Vitamin D intake and lung cancer risk in the Women's Health Initiative
Am J Clin Nutr October 2013 ajcn.055905
Ting-Yuan David Cheng,
Andrea Z LaCroix,
Shirley AA Beresford,
Gary E Goodman,
Mark D Thornquist,
Rowan T Chlebowski,
Gloria YF Ho, and
Marian L Neuhouser
From the Public Health Sciences Division, Fred Hutchinson Cancer Research Center, Seattle, WA (T-YDC, AZL, SAAB, GEG, MDT, YZ, and MLN); the Departments of Epidemiology (T-YDC, AZL, SAAB, and MLN) and Biostatistics (MDT and YZ), University of Washington, Seattle, WA; Los Angeles Biomedical Research Institute at Harbor–UCLA Medical Center, Torrance, CA (RTC); and the Department of Epidemiology and Population Health, Albert Einstein College of Medicine, Bronx, New York, NY (GYFH).
The Women's Health Initiative (WHI) program is funded by the National Heart, Lung, and Blood Institute, NIH, US Department of Health and Human Services through contracts HHSN268201100046C, HHSN268201100001C, HHSN268201100002C, HHSN268201100003C, HHSN268201100004C, and HHSN271201100004C.
Address correspondence and reprint requests to T-YD Cheng, Cancer Prevention & Population Sciences, Roswell Park Cancer Institute, Elm & Carlton Streets, Buffalo, NY 14263. E-mail: david.cheng at roswellpark.org.
Background: Prior research suggests that vitamin D protects against lung cancer only among certain subgroups.
Objectives: We investigated whether vitamin D intake was associated with lung cancer and explored whether vitamin A intake modified the association.
Design: Prospective cohort data from 128,779 postmenopausal women, including 1771 incident lung cancers in the Women's Health Initiative (Clinical Trials and Observational Study) 1993–2010, were analyzed. Twelve percent of women received active intervention (1 g Ca + 400 IU vitamin D3/d) in the Calcium/Vitamin D Trial. Baseline total intake included both dietary intake (from food-frequency questionnaires) and supplement intake (from bottle labels). HRs were estimated by Cox proportional hazard models.
Results: No significant association was observed overall. Among never smokers, a total vitamin D intake ≥400 IU/d was significantly associated with lower risks of lung cancer (HR: 0.37; 95% CI: 0.18, 0.77 for ≥800 compared with <100 IU/d; P-trend = 0.01). No significant effect modification of total vitamin A intake on the association between total vitamin D intake and lung cancer was found.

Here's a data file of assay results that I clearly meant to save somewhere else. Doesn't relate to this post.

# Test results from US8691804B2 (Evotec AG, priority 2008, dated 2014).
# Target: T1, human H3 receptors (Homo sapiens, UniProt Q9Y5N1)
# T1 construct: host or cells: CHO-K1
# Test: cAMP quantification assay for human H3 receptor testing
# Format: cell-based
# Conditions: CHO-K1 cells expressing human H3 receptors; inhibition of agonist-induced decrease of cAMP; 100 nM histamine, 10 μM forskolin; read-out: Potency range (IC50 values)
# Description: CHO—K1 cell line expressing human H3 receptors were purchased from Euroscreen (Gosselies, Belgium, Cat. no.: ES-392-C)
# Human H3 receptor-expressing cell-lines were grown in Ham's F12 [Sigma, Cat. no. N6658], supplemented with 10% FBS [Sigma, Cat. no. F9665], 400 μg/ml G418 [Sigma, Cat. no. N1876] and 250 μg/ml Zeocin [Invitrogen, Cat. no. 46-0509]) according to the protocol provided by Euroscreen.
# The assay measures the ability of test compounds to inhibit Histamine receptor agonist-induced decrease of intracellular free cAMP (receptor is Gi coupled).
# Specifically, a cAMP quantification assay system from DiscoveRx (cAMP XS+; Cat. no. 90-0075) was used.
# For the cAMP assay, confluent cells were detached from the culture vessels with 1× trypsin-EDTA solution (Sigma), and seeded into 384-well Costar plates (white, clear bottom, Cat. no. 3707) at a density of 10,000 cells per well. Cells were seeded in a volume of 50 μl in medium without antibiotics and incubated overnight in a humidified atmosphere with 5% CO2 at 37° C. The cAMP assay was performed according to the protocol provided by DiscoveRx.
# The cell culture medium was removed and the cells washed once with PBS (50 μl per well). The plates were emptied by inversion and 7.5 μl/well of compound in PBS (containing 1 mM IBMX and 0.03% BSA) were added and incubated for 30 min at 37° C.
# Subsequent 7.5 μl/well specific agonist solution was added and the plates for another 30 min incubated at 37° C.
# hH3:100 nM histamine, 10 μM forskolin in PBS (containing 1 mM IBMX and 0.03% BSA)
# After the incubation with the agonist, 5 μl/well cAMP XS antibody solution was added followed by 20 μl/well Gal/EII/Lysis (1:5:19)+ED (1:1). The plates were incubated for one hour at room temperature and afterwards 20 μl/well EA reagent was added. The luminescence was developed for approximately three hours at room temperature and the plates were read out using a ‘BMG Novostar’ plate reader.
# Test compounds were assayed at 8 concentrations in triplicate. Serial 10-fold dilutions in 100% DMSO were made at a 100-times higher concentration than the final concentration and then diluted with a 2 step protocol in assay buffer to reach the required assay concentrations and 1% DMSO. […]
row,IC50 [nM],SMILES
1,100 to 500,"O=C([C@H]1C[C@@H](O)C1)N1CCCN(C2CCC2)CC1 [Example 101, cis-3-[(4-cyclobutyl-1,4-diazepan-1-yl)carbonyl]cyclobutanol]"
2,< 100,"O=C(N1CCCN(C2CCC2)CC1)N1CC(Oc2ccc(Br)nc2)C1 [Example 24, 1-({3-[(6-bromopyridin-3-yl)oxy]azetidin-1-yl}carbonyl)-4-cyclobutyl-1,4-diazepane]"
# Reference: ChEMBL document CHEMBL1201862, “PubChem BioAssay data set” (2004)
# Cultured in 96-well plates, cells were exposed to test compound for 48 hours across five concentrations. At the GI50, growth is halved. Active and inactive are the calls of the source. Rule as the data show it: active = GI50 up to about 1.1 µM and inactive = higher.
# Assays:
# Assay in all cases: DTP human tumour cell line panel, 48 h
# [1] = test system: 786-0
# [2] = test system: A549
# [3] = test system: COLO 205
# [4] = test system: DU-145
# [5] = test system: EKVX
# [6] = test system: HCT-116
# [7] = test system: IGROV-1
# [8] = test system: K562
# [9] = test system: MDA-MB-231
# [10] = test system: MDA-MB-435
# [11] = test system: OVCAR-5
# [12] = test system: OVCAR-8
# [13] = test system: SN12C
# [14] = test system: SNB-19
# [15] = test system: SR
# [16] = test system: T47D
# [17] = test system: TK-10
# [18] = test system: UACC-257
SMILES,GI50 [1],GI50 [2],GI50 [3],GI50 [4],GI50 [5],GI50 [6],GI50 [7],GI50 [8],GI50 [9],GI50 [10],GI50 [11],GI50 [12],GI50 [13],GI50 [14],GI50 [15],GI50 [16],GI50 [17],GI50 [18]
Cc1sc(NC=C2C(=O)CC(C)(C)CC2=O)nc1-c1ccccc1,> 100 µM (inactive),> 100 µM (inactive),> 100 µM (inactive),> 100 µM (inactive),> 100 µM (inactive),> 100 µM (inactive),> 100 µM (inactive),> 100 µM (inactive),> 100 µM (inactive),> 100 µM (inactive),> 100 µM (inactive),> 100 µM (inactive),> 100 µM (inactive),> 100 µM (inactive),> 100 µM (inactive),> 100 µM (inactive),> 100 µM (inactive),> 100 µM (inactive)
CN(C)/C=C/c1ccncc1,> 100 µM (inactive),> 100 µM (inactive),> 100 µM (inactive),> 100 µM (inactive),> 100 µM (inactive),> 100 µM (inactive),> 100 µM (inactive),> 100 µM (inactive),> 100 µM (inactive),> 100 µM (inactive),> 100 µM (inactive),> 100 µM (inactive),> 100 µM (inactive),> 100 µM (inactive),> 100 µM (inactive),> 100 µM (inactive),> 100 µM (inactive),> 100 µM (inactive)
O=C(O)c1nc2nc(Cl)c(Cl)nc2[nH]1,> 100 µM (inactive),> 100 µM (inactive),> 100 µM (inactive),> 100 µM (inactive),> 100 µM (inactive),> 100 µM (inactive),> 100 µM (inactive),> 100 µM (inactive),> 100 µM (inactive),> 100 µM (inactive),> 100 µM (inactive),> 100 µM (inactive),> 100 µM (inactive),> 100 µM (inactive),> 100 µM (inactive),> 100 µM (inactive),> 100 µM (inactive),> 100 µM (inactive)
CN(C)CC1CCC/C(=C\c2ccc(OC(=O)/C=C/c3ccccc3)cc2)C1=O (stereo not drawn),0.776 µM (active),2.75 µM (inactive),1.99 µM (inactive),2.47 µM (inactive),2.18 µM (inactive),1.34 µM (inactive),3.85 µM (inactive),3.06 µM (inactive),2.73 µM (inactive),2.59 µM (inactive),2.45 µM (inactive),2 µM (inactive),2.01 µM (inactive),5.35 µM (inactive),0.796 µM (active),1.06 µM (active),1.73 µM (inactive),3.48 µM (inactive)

However, the Calcium/Vitamin D Trial active intervention was significantly associated with a lower lung cancer risk only among women with a vitamin A intake <1000 μg/d retinol activity equivalents (HR: 0.69; 95% CI: 0.50, 0.96; P-interaction = 0.09).
Conclusions: Vitamin D intake was associated with a lower lung cancer risk in never-smoking, postmenopausal women.
Lower vitamin A intake may be important for a beneficial association of 1 g Ca + 400 IU vitamin D3 supplementation with lung cancer.
This trial was registered at clinicaltrials.gov as NCT00000611.
Received December 3, 2012.
See also VitaminDWiki
- Overview Lung cancer and vitamin D
- Vitamin A may hinder vitamin D benefits associated with Lung Cancer – July 2013 PhD dissertation by one of the authors
- Vitamin D protects against lung cancer unless there is excess vitamin A – July 2012 one of the authors
- Overview Cancer and vitamin D
- Response to high dose vitamin D is limited by vitamin A - July 2013
- Cancer - Lung category listing has
30 items along with related searches
Pages listed in both of the categories Lung Cancer and Vitamin A
- Lung cancer 24 percent less likely if high vitamin D (never-smoking senior women) – Sept 2017
- Lung Cancer reduced by combination of Vitamins D and A – March 2014
- Less Lung Cancer if take more than 800 IU of vitamin D and never smoke or low vitamin A – Oct 2013
- Vitamin A may hinder vitamin D benefits associated with Lung Cancer – July 2013
- Vitamin D protects against lung cancer unless there is excess vitamin A – July 2012
See also web
- Large cohort study confirms vitamin D as a powerful weapon against lung cancer Natural News item on this study
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